Crowland Airfield

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So what is gliding?

Gliding is basically converting potential energy, i.e. the height of the glider above ground into a forward movement or distance. Typically each 1000 feet in height will propel the glider forward about 5 miles. All aero planes will and do glide, it's just that powered planes use an engine to gain and maintain height. At Crowland we use a tow plane to launch us then we can use thermals to achieve flying times that can last several hours. Without using thermals it is a 15 minute flight before landing.

What's a thermal?

Thermals are rising columns of air caused by the heating of the ground by the sun, and can happen from February to November. The size, rate of rising and the height are governed by atmospheric conditions. Although they are of course invisible to us their presence is indicated by the clouds they create and on board instruments indicating the glider's rate of assent.

So what's good about gliding?

Different people find different pleasures in gliding. In the first place there is the thrill of just being airborne. Then there is the great satisfaction of learning and flying the aircraft yourself. If you are thinking about learning to fly powered aircraft then the principles are just the same. Gliding as a solid foundation to the skill of power flying. It can also be a cheaper route to attaining a Private Pilot's Licence. Others just love flying cross country flights covering many miles. Aerobatics is another activity one can undertake in a glider. However all will agree there is great satisfaction in using the thermals to gain height. Finding and using thermals is a skill that has to be learnt and one is always striving to improve. There is also the social side of belonging to a club. Gliding clubs tend to be very friendly. Although often perceived as a non physical sport, the club orientated nature of gliding means that participants are involved in a wide range of gliding related activities. The process of launching a glider requires help from other members to retrieve and move gliders to the launch point, pre-flight checks, attaching launch cables and signalling. As well as minimising the cost of gliding for everyone, these tasks help to provide an environment that is both physically and mentally stimulating for all involved, At a time when the UK has an aging and, too often, an increasingly sedentary population, this opportunity for meaningful activity is of great benefit to the individual and the community. On the non gliding side we have a bar that is opened after flying is finished for the day. BBQs, evening meals and other events are also arranged.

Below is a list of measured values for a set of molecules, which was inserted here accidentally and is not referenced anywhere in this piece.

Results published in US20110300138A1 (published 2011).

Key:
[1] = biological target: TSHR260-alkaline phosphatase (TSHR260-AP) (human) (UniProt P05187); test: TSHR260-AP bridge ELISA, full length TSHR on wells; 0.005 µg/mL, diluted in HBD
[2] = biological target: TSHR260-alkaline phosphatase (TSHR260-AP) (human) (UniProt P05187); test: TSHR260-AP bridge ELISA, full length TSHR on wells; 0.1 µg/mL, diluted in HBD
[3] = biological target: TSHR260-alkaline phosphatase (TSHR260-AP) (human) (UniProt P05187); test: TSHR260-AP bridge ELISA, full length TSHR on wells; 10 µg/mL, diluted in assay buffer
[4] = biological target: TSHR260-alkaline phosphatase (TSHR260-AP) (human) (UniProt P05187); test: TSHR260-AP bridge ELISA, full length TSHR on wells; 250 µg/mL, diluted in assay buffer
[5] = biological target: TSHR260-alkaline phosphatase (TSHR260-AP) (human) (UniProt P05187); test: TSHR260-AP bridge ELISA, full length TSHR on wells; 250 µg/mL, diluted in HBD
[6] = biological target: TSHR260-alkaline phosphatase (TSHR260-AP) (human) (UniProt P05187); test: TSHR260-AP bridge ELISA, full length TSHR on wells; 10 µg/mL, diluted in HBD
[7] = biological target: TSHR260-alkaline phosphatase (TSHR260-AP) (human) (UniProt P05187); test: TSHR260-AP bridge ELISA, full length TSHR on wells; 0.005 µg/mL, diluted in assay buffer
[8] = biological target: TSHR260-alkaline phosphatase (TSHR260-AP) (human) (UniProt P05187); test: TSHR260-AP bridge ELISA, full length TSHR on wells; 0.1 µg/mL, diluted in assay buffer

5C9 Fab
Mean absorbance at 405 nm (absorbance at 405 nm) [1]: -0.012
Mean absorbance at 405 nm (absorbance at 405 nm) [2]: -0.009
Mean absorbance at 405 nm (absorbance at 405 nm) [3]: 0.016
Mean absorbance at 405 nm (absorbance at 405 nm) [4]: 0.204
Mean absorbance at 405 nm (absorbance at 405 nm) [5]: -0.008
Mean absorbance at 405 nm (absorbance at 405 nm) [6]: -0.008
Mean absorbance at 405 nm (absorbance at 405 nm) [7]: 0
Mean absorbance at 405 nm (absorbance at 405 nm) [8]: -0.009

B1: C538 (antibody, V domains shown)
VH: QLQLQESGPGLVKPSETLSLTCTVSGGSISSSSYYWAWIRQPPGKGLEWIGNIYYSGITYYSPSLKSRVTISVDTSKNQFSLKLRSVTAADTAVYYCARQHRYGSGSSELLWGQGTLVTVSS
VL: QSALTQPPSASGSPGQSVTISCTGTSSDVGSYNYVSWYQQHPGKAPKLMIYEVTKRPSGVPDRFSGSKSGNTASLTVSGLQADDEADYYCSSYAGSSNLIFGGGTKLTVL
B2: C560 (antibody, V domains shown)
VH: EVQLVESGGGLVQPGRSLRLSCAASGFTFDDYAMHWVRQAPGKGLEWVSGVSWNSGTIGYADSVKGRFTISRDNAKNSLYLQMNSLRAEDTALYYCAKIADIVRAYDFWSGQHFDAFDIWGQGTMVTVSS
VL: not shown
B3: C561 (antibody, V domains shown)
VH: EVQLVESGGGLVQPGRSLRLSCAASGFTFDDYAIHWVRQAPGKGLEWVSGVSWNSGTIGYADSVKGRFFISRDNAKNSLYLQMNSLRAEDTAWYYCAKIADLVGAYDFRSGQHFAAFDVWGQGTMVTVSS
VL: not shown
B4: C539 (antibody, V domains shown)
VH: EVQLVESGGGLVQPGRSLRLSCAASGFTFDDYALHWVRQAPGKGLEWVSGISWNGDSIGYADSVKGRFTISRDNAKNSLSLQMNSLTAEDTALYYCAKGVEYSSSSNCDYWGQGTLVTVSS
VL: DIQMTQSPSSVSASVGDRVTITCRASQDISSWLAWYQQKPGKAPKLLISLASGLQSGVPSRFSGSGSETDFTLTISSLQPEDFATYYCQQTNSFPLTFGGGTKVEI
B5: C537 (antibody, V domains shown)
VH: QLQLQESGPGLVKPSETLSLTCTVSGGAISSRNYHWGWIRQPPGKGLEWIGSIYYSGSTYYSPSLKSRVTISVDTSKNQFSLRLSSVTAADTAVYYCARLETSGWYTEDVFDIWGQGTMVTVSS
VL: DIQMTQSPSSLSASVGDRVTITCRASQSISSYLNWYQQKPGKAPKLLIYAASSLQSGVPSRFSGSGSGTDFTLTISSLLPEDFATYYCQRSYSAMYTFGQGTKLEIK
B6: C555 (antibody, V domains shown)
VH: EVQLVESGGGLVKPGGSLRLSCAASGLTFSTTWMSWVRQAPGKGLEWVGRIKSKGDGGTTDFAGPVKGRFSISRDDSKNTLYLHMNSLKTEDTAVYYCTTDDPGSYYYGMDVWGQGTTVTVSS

How much theory is there to learn?

Up to the stage of flying solo, any required theory to aid understanding is explained before and during each lesson. No written work is required. There are no exams. Flying is just as much fun pre-solo as it is post-solo. When your instructor knows you are safe you can then take your first solo flight; a flight that everyone remembers with fond memories. The solo status qualifies you to fly within gliding distance from our airfield. To fly further from our field (using those thermals) the bronze badge qualification is required; theory and practical.